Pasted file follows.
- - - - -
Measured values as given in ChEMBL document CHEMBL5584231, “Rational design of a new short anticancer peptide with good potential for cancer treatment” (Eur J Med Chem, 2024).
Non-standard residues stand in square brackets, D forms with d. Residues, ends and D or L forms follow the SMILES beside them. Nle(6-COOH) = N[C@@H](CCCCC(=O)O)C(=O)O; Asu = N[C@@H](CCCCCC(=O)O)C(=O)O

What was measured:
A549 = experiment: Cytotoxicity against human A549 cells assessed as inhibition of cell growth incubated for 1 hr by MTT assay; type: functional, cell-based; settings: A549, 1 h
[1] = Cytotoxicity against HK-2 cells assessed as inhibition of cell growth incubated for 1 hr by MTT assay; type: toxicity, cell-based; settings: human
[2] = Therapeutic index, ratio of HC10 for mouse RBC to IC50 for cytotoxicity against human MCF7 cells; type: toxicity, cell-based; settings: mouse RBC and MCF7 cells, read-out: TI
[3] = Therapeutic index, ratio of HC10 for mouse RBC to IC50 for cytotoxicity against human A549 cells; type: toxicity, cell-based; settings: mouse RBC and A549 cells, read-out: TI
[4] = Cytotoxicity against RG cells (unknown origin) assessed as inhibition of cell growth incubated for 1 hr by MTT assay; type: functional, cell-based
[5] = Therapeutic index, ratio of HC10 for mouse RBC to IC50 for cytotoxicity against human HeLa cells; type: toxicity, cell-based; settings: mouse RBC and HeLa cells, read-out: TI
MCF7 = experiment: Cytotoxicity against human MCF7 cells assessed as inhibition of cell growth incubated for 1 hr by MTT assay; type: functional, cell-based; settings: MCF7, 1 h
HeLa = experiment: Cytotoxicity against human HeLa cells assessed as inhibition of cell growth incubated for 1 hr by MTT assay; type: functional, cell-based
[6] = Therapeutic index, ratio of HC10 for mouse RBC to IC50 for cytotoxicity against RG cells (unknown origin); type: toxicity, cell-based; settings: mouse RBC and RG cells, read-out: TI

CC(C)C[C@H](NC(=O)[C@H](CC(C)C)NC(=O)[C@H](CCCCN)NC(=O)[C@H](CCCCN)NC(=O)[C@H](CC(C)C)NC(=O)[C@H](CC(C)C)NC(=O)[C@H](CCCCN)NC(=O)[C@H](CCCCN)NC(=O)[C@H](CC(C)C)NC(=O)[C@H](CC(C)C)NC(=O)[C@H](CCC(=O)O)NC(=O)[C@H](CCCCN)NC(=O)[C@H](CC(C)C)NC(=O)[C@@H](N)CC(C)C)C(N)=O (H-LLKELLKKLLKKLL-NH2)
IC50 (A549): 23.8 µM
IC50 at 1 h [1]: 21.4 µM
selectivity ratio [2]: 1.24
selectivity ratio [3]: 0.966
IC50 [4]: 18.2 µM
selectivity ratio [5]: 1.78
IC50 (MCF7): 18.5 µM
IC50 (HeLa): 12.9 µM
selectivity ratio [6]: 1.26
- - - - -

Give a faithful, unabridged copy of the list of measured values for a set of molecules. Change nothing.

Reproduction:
Measured values as given in ChEMBL document CHEMBL5584231, “Rational design of a new short anticancer peptide with good potential for cancer treatment” (Eur J Med Chem, 2024).
Non-standard residues stand in square brackets, D forms with d. Residues, ends and D or L forms follow the SMILES beside them. Nle(6-COOH) = N[C@@H](CCCCC(=O)O)C(=O)O; Asu = N[C@@H](CCCCCC(=O)O)C(=O)O

What was measured:
A549 = experiment: Cytotoxicity against human A549 cells assessed as inhibition of cell growth incubated for 1 hr by MTT assay; type: functional, cell-based; settings: A549, 1 h
[1] = Cytotoxicity against HK-2 cells assessed as inhibition of cell growth incubated for 1 hr by MTT assay; type: toxicity, cell-based; settings: human
[2] = Therapeutic index, ratio of HC10 for mouse RBC to IC50 for cytotoxicity against human MCF7 cells; type: toxicity, cell-based; settings: mouse RBC and MCF7 cells, read-out: TI
[3] = Therapeutic index, ratio of HC10 for mouse RBC to IC50 for cytotoxicity against human A549 cells; type: toxicity, cell-based; settings: mouse RBC and A549 cells, read-out: TI
[4] = Cytotoxicity against RG cells (unknown origin) assessed as inhibition of cell growth incubated for 1 hr by MTT assay; type: functional, cell-based
[5] = Therapeutic index, ratio of HC10 for mouse RBC to IC50 for cytotoxicity against human HeLa cells; type: toxicity, cell-based; settings: mouse RBC and HeLa cells, read-out: TI
MCF7 = experiment: Cytotoxicity against human MCF7 cells assessed as inhibition of cell growth incubated for 1 hr by MTT assay; type: functional, cell-based; settings: MCF7, 1 h
HeLa = experiment: Cytotoxicity against human HeLa cells assessed as inhibition of cell growth incubated for 1 hr by MTT assay; type: functional, cell-based
[6] = Therapeutic index, ratio of HC10 for mouse RBC to IC50 for cytotoxicity against RG cells (unknown origin); type: toxicity, cell-based; settings: mouse RBC and RG cells, read-out: TI

CC(C)C[C@H](NC(=O)[C@H](CC(C)C)NC(=O)[C@H](CCCCN)NC(=O)[C@H](CCCCN)NC(=O)[C@H](CC(C)C)NC(=O)[C@H](CC(C)C)NC(=O)[C@H](CCCCN)NC(=O)[C@H](CCCCN)NC(=O)[C@H](CC(C)C)NC(=O)[C@H](CC(C)C)NC(=O)[C@H](CCC(=O)O)NC(=O)[C@H](CCCCN)NC(=O)[C@H](CC(C)C)NC(=O)[C@@H](N)CC(C)C)C(N)=O (H-LLKELLKKLLKKLL-NH2)
IC50 (A549): 23.8 µM
IC50 at 1 h [1]: 21.4 µM
selectivity ratio [2]: 1.24
selectivity ratio [3]: 0.966
IC50 [4]: 18.2 µM
selectivity ratio [5]: 1.78
IC50 (MCF7): 18.5 µM
IC50 (HeLa): 12.9 µM
selectivity ratio [6]: 1.26